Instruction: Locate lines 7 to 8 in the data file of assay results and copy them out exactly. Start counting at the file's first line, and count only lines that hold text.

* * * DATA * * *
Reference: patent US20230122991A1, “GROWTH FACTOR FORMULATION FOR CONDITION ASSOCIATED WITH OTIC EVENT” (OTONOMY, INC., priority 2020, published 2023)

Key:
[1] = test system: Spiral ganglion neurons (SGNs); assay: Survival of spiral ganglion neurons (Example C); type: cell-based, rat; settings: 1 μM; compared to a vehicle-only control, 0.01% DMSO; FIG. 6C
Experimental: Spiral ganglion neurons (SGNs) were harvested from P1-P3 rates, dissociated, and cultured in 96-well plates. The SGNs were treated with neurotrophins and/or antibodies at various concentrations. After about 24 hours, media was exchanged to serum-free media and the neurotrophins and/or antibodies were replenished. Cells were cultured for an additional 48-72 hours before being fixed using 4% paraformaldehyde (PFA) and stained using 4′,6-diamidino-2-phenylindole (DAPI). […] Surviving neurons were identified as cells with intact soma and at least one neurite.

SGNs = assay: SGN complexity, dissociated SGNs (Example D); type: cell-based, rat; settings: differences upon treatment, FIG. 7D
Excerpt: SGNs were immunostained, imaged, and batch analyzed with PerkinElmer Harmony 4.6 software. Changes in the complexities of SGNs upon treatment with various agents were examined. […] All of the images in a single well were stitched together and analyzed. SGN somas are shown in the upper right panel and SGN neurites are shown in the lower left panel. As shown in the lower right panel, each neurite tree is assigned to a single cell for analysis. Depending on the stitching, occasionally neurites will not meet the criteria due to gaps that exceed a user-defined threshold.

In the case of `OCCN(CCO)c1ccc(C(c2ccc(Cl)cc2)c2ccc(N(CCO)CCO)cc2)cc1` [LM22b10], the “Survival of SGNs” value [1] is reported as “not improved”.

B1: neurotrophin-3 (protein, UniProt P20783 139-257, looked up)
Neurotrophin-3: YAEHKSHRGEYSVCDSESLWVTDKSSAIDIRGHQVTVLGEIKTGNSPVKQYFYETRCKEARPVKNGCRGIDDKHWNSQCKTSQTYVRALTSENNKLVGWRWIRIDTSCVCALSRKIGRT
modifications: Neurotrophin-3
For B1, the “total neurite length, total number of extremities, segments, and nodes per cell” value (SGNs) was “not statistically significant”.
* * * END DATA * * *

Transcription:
In the case of `OCCN(CCO)c1ccc(C(c2ccc(Cl)cc2)c2ccc(N(CCO)CCO)cc2)cc1` [LM22b10], the “Survival of SGNs” value [1] is reported as “not improved”.

B1: neurotrophin-3 (protein, UniProt P20783 139-257, looked up)